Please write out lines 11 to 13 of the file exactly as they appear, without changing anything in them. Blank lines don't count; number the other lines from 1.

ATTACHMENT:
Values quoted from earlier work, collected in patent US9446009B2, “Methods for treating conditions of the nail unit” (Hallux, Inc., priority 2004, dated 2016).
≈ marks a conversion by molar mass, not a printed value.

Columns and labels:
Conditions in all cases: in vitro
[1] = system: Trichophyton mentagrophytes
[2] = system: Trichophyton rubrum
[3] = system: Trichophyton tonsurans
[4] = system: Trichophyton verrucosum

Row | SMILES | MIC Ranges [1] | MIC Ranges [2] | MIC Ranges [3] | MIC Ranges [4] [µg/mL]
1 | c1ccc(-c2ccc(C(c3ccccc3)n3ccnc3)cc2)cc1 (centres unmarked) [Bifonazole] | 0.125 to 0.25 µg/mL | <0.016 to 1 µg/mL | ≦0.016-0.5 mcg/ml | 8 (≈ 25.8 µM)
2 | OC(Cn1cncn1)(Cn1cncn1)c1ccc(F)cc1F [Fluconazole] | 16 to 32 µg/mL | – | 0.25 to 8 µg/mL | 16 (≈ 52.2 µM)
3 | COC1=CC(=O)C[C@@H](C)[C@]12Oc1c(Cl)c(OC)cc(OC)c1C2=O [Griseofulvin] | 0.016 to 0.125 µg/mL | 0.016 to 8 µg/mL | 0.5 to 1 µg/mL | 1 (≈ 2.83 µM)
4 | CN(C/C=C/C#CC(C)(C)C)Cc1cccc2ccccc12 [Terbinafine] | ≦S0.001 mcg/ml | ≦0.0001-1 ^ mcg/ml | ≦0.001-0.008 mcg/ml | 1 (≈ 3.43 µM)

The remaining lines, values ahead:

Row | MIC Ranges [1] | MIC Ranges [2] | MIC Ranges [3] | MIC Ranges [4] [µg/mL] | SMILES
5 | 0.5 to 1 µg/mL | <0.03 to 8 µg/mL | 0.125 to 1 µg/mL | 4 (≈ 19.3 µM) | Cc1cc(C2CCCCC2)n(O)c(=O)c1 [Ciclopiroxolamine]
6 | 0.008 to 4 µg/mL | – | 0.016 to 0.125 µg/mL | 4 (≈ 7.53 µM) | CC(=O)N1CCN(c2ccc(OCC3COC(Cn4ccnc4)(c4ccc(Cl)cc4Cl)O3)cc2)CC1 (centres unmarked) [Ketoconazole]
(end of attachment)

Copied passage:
2 | OC(Cn1cncn1)(Cn1cncn1)c1ccc(F)cc1F [Fluconazole] | 16 to 32 µg/mL | – | 0.25 to 8 µg/mL | 16 (≈ 52.2 µM)
3 | COC1=CC(=O)C[C@@H](C)[C@]12Oc1c(Cl)c(OC)cc(OC)c1C2=O [Griseofulvin] | 0.016 to 0.125 µg/mL | 0.016 to 8 µg/mL | 0.5 to 1 µg/mL | 1 (≈ 2.83 µM)
4 | CN(C/C=C/C#CC(C)(C)C)Cc1cccc2ccccc12 [Terbinafine] | ≦S0.001 mcg/ml | ≦0.0001-1 ^ mcg/ml | ≦0.001-0.008 mcg/ml | 1 (≈ 3.43 µM)